Speaking of refunds, the billing policies are very important too. You have to look into your merchant gateway (if you are using authorize.net or PayPal) and see how they handle refunds and chargebacks to customers.

There are more details you need to figure out of course, but you get the idea.
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  Post #8 (permalink)   06-20-2008, 09:19 AM
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Matching your TOS to your data center may be fine in some cases but not all regions have the same laws.
It would be lacking in judgement not to have a local lawyer verify that your TOS pertains also to the place where you are doing business.
Laws vary from one state to another and they certainly vary from one country to another.
 
 
 


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  Post #9 (permalink)   06-20-2008, 09:50 AM
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Keep in mind that when doing business in different states, provinces, territories, and/or countries, clients in one area may have consumer rights that may override provisions in your TOS. I know that consumer rights in Michigan were, at one time, pretty favorable to the consumer. No matter how well you craft your TOS, there may be the occasional (.05%) instance where local consumer laws trump your client agreement. You don't necessarily write all of these instances into your client agreement - you'd have to update it every single year, at minimum. Just be aware that if/when a client tries to ask questions about one provision or another, they may have additional protections or consumer safeguards that many of your clients won't enjoy.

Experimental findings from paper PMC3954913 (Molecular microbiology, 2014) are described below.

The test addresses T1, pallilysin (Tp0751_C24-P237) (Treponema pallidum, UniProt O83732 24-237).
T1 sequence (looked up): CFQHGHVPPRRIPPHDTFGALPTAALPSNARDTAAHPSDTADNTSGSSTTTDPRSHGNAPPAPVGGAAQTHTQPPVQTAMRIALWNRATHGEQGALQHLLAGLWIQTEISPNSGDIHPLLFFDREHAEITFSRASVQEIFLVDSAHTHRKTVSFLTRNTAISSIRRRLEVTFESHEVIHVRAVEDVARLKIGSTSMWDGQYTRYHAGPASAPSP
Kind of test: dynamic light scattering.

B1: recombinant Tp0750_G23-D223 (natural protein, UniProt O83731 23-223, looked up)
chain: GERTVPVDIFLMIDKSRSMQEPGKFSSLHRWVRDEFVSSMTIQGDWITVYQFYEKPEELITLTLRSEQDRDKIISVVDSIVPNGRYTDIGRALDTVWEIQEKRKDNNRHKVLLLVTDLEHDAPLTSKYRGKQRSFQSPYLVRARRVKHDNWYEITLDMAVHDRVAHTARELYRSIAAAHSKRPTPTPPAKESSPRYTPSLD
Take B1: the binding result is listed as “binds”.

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  Post #10 (permalink)   06-20-2008, 11:10 PM
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Keep in mind that when doing business in different states, provinces, territories, and/or countries, clients in one area may have consumer rights that may override provisions in your TOS.
Hmm... is a business totally based in one country (as the vast majority of hosts are), supposed to follow the rules and regulations of each country where a customer may be living? I understand this requirement when a company has a local branch/distributor, but for this kind of remote thing, I'm not so sure...

Just a personal opinion, 'cause as they say, IANAL.
 
 
 


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  Post #11 (permalink)   06-26-2008, 07:23 PM
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I have checked what other websites have write and i just adapted it to my needs. I have changed a lot of tos and privacy policy models.
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  Post #12 (permalink)   07-12-2008, 12:54 PM
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Easy.

Copy your suppliers and edit it a little - contact your supplier before doing this though.
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  Post #13 (permalink)   07-18-2008, 04:18 AM
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Our terms of service is based off HostNine's (with written permission). I modified it to meet our needs, and also pulled information from our datacenter's website.